Food, Morals and Meaning: The Pleasure and Anxiety of Eating

Following on from the success of the primary edition, John Coveney traces our complex relationship with food and eating and our preoccupation with diet, self-discipline and food guilt. Using our current fascination with health and nutrition, he explores why our appetite for food pleasures makes us feel anxious. This up-to-date edition includes an examination of how our current obsession with body size, especially fatness, drives a national and international panic about the obesity ‘epidemic’.

Focusing on how our food anxieties have stemmed from social, political and non secular problems in Western history, Food, Morals and Meaninglooks at:

the ancient Greeks’ preoccupation with eating
early Christianity and therefore the conflict between the pleasures of the flesh and spirituality
scientific developments in eighteenth and nineteenth century Europe and our current knowledge of food
the social organisation of food within the modern home, supported real interviews
the obesity ‘epidemic’ and its association with moral degeneration.

Based on the work of Michel Foucault, this fresh and updated edition explains how a rationalization food choice – so apparent in current programmes on nutrition and health – are often traced through a genealogy of historical social imperatives and moral panics.Food, Moralsand Meaningis essential reading for those studying nutrition, public health, sociology of health and illness and sociology of the body.

The decision to publish a second edition of this book, originally published in 2000, was, in fact, a comparatively easy one. within the time since the primary edition variety of important developments have taken place within the area of food and health which prioritise the arguments on which this book was based. These are that our relationship with food and eating is very complex, even problematic, especially in terms of the pleasures we derive from our appetite. Our preoccupation about what’s good to eat demonstrates not only an interest in our desire to raised understand what’s within the food we eat, from a nutritional sense, but also a deep and abiding interest in how we understand ourselves as social and individual moral agents of food choice. in other words, making the ‘right’ food choice is both a scientific judgement and an ethical decision.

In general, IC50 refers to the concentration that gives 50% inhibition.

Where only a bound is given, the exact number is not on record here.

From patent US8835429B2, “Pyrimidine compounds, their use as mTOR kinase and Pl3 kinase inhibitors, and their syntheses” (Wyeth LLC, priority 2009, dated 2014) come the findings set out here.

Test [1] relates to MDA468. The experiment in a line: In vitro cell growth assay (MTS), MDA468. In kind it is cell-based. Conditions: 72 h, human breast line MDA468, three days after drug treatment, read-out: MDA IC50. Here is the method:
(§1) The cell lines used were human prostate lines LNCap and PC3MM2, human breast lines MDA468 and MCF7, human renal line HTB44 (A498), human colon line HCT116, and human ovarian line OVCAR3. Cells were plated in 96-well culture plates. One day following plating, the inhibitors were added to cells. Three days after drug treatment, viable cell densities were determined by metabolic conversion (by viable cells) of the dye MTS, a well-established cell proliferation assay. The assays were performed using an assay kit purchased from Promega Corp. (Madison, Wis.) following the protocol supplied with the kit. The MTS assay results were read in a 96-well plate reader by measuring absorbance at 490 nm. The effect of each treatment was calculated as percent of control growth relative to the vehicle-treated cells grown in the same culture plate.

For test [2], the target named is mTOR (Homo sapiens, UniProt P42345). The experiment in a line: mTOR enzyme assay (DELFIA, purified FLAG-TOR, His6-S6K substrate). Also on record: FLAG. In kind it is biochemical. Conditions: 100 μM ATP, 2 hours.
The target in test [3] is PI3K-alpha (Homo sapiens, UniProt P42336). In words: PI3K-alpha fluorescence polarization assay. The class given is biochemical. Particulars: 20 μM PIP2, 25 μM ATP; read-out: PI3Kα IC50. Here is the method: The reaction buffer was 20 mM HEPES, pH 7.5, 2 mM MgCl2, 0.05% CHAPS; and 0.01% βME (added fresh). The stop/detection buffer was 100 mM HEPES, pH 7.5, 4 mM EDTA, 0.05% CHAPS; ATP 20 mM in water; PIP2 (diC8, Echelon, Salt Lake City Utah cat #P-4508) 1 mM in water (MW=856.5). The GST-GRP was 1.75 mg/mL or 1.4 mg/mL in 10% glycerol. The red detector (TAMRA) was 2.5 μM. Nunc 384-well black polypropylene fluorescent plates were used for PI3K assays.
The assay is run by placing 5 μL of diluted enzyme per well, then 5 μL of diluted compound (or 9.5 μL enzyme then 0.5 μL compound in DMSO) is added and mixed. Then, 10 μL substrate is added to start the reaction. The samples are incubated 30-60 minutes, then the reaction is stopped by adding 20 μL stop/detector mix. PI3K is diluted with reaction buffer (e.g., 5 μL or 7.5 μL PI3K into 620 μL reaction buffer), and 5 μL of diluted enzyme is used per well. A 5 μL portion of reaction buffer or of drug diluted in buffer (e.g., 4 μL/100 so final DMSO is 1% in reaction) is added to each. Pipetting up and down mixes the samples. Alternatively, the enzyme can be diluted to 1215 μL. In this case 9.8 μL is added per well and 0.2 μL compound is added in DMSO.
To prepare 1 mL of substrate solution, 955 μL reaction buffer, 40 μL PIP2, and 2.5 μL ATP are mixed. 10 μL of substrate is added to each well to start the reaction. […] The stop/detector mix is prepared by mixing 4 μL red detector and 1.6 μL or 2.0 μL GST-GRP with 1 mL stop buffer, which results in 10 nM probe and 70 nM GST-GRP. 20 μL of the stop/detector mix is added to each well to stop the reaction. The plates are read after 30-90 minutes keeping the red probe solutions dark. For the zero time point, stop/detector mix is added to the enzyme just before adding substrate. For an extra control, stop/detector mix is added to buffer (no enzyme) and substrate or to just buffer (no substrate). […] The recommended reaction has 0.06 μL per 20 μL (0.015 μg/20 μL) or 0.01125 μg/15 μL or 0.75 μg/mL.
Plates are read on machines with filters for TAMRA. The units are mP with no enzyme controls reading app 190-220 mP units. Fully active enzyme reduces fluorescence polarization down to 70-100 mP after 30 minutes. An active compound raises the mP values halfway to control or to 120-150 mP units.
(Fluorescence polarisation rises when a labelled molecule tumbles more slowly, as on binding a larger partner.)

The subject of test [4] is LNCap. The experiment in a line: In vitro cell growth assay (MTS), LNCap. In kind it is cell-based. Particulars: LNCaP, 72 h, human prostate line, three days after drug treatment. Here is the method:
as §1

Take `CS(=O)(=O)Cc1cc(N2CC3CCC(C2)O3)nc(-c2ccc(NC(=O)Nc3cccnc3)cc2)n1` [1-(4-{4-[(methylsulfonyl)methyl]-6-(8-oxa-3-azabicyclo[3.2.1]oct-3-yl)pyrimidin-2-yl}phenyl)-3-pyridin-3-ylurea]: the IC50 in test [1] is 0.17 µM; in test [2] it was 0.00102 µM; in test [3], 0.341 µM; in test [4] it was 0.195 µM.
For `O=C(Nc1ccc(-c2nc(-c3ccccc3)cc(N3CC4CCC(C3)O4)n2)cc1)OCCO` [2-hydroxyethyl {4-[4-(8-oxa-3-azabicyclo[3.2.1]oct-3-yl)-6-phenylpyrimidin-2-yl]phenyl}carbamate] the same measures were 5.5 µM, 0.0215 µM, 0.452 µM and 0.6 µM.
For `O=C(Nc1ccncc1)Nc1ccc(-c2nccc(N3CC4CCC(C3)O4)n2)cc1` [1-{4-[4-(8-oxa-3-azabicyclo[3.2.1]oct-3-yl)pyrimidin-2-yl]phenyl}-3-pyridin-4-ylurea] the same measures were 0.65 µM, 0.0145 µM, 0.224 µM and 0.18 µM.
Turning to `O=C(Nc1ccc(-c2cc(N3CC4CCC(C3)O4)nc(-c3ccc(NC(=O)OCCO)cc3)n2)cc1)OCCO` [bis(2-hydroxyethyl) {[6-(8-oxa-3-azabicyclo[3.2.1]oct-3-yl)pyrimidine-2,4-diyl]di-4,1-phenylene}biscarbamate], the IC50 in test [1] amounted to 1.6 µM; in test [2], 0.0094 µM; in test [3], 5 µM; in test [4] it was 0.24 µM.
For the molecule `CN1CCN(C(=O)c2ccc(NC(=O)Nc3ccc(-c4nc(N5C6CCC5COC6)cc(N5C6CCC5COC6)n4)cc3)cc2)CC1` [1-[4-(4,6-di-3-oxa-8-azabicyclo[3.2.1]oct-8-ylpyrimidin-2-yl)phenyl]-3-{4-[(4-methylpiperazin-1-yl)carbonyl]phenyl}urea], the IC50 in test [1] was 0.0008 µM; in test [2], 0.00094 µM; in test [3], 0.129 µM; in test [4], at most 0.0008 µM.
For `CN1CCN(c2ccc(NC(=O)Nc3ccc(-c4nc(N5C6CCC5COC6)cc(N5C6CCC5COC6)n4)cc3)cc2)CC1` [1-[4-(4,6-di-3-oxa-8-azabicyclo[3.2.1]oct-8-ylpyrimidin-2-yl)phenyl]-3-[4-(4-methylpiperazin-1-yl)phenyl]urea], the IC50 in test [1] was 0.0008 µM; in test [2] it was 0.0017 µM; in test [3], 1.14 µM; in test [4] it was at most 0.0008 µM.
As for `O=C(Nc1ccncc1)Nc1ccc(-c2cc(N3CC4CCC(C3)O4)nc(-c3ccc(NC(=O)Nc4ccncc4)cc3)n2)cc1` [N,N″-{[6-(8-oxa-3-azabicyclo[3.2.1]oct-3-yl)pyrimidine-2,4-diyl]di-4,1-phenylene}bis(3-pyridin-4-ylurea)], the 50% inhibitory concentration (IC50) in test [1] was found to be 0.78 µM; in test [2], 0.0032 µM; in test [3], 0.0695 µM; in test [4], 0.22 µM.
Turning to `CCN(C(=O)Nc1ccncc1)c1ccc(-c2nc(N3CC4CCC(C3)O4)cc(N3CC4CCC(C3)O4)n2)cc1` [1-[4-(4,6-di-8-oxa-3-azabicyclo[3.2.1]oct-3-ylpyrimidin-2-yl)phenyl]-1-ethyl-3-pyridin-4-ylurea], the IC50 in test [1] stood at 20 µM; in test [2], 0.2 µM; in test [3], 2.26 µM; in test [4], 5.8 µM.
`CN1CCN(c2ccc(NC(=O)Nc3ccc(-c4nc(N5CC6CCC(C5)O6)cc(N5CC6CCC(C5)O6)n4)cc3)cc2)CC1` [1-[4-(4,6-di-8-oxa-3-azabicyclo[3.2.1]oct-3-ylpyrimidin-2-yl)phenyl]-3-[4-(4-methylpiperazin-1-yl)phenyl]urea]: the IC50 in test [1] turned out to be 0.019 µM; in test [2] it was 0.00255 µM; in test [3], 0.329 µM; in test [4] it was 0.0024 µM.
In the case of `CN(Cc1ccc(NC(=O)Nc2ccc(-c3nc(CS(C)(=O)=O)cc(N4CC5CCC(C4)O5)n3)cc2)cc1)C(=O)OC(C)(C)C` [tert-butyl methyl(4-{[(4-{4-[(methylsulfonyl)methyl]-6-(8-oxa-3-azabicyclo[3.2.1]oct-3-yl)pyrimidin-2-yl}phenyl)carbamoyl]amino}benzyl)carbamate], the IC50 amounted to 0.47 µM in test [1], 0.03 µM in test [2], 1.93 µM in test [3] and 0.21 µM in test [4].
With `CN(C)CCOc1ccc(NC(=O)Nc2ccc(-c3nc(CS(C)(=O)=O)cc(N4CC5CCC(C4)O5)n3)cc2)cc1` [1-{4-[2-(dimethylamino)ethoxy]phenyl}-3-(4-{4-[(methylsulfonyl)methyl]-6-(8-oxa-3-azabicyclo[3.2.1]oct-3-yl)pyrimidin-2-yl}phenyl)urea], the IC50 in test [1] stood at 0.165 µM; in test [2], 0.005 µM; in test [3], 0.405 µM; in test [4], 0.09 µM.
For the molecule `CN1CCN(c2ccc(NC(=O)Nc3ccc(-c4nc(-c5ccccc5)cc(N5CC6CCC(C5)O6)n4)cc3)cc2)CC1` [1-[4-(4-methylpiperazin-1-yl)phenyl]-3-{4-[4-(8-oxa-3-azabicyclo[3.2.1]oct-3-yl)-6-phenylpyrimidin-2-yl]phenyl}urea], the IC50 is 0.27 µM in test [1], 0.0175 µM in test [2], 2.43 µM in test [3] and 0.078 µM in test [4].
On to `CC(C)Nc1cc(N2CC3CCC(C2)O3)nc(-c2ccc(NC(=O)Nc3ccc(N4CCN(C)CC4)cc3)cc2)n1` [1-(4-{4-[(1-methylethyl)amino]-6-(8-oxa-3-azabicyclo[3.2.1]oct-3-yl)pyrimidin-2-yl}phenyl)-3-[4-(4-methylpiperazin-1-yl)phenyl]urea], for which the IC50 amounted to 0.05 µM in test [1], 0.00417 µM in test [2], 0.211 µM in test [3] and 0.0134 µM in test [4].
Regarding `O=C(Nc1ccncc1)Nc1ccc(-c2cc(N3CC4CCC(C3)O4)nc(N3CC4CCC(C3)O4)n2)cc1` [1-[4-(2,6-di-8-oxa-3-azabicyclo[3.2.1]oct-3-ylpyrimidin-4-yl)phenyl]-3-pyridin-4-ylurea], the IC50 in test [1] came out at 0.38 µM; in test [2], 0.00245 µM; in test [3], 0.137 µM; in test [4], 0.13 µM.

The notion of the ‘good’ eater, however, is way from new. the science of nutrition is but a contemporary development during a moral history of food and eating which will be traced to earlier systems of thought in Western culture . Starting with ancient Greece and Rome, where codes of proper conduct of citizens were hooked in to a priority for the acceptable daily management of natural pleasures of the many kinds, including food and eating, we will see the beginnings of regimes of lifestyle. Moderation of one’s pleasures was the key principle. and from this developed a natural reason supported an understanding of one’s capacities as an ethical, that’s morally responsible, person. the popularity , or knowledge, of one’s self as a fit and proper subject was transformed within the later Christian period where austerity replaced moderation. the will for food, just like the desire for sex, was a reminder of the ‘natural’ bodily appetite which had to be tamed so as to maximise spiritual pursuits. and while European monastic practices of selfdenial, even chastisement, might not are fully embraced by audiences beyond the monastery walls, the practice of ‘fasting’ and deprivation was widely followed, albeit as a necessity for the poor of the time. the later integration within the Enlightenment period of Christian thinking, especially Protestantism, with scientific views of the planet provided grounds for a rationing of food, in terms of the right amounts the body needed for healthy functioning, and a rationing of delight . it’s no coincidence that deep Christian beliefs were held by a number of the foremost influential early thinkers and writers about the science of food and therefore the body . . .

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